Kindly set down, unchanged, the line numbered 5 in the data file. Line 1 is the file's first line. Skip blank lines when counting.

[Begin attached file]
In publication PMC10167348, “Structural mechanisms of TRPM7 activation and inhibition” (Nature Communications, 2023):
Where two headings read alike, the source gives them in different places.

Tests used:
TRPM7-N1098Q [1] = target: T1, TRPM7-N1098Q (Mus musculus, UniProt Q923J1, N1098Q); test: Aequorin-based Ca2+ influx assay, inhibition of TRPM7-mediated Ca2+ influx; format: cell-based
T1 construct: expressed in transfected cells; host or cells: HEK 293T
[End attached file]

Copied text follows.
T1 construct: expressed in transfected cells; host or cells: HEK 293T